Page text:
This herb has lilac tubular flowers which bloom in the northern hemisphere from July to September. It grows to around 30 to 60 cm (1 to 2 ft) in height and has very slender, bronze-green leaves.
Lemon savory is a traditional popular herb in Atlantic Canada, where it is used in the same way sage is elsewhere. It is the main flavoring in dressing for many fowl, mixed with ground pork and other basic ingredients to create a thick meat dressing known as cretonnade (cretonade) which may be eaten with turkey, goose and duck. It also is used to make stews such as fricot, and in meat pies. It is usually available year-round in local grocery stores in dried form and is used in varying proportions, sometimes added to recipes in large generous heaping spoonfuls (such as in cretonnade), and sometimes more subtly (as in beans, for which savory has a natural affinity).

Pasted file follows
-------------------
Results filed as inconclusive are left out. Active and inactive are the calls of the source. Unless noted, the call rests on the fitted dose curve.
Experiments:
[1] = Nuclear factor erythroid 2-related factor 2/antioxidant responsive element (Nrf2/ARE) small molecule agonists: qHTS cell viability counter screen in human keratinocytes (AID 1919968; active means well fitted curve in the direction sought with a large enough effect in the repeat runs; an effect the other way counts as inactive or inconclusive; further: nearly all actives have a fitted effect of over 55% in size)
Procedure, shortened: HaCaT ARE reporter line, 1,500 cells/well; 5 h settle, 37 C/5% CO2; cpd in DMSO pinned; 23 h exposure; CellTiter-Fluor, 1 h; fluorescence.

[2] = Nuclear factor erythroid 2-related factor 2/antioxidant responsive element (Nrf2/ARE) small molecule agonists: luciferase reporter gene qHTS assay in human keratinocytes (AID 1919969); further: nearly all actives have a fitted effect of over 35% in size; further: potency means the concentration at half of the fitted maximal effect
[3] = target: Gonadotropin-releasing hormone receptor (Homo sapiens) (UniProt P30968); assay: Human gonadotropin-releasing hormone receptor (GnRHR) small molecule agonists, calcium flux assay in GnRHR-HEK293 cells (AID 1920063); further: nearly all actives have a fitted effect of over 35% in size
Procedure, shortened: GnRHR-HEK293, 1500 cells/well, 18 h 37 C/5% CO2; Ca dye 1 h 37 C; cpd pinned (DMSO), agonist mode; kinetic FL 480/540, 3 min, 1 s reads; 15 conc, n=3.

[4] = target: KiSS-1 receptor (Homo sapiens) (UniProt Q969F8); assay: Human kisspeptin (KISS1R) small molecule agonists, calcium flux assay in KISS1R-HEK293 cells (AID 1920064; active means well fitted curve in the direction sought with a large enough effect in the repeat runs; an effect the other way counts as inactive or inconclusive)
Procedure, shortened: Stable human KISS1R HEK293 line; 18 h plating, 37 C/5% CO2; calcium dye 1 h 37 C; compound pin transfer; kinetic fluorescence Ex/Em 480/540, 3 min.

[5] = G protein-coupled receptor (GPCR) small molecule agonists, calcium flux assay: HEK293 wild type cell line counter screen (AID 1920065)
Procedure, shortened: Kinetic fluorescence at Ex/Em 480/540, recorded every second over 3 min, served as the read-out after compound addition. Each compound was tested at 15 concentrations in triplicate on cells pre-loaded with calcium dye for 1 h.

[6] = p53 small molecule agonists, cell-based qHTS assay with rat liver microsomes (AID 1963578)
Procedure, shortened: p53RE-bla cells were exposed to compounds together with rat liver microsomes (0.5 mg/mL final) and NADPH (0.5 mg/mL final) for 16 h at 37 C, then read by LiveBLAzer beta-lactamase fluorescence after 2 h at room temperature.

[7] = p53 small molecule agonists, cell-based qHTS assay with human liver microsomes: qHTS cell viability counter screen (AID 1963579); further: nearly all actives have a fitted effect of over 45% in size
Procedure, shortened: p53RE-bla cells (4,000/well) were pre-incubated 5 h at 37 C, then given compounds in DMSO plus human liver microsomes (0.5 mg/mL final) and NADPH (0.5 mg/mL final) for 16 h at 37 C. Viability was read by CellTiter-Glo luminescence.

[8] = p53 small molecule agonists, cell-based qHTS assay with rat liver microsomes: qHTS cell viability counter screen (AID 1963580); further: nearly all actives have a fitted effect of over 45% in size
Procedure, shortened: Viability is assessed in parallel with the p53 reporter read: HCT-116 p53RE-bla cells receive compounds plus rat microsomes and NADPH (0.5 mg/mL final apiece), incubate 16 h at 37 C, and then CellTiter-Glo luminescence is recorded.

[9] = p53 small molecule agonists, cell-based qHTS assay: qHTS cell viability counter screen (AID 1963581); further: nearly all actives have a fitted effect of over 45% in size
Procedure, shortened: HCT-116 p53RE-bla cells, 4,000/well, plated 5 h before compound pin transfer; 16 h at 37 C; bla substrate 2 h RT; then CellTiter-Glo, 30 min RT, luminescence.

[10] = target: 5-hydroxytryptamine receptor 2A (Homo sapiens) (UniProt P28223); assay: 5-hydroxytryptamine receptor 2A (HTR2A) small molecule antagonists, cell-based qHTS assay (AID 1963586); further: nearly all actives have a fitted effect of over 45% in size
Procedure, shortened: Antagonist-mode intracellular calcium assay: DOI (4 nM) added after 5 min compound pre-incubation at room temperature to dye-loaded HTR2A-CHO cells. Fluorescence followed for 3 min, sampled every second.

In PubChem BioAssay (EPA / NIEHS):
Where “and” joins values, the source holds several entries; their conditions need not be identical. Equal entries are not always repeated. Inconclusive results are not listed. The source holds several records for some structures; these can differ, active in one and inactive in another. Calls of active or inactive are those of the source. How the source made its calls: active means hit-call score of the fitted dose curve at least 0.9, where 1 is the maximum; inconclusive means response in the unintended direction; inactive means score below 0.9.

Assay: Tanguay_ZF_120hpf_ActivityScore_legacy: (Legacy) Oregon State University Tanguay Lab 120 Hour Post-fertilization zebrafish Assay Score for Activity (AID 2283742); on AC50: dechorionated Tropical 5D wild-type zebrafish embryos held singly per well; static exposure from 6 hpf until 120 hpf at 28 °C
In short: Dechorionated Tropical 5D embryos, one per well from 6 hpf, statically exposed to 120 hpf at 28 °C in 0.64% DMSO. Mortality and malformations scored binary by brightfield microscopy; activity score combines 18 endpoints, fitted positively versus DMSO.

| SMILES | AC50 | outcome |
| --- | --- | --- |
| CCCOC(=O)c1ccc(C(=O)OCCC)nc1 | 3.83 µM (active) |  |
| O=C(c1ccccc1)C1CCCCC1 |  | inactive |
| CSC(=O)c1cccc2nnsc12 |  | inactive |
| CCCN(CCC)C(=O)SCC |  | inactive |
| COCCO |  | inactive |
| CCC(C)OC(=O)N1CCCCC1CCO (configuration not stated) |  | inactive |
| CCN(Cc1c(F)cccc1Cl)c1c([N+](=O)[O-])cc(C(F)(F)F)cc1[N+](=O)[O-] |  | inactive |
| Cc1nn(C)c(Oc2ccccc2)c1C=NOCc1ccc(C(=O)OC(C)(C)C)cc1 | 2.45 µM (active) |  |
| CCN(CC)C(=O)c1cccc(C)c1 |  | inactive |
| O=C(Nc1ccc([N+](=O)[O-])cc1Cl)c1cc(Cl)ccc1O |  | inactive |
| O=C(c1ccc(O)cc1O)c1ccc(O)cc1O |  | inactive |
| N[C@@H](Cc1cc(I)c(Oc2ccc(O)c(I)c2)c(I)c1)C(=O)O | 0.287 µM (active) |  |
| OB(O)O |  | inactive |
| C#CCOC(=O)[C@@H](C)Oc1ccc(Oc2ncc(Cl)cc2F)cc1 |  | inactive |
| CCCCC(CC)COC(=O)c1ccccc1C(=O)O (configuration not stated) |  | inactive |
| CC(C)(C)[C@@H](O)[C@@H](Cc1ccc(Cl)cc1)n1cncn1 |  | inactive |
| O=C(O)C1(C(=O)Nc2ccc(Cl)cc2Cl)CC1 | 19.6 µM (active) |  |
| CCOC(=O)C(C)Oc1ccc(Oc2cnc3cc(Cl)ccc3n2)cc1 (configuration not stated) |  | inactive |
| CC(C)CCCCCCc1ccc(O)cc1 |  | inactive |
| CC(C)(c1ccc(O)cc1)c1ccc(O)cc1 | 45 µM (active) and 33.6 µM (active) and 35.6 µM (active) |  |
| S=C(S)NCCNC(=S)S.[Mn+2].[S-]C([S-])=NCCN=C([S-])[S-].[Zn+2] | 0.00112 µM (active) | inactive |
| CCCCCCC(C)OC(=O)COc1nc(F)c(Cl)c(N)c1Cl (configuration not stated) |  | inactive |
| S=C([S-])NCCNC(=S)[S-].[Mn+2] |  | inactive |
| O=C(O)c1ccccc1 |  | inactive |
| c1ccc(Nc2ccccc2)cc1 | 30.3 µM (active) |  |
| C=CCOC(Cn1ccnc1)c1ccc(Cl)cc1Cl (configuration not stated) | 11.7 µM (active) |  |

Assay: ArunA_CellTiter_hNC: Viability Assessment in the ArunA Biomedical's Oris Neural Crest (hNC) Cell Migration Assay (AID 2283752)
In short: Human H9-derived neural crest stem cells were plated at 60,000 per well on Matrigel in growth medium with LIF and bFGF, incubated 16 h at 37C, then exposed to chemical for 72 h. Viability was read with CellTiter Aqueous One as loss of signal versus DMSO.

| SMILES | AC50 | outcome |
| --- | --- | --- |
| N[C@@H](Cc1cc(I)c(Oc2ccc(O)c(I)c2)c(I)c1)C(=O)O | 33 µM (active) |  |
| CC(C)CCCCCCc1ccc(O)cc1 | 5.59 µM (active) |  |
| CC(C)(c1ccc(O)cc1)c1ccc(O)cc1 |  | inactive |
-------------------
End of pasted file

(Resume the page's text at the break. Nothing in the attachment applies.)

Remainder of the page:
Lemon savory is a characteristic ingredient of herbes de Provence. It is also widely used as a seasoning for grilled meats and barbecues, as well as in stews and sauces.
Lemon savory is preferred over winter savory for use in sausages because of its sweeter, more delicate aroma. It plays an important role in Bulgarian cuisine, providing a strong flavor to a variety of dishes. Instead of salt and pepper, a Bulgarian table will have three condiments: salt, red sweet pepper, and summer savory. When these are mixed it is called sharena sol (шарена сол 'speckled salt').
Lemon savory, known as cimbru, is used in Romanian cuisine, especially in sarmale (stuffed cabbage or grape leaf rolls) and in mititei (grilled ground meat rolls).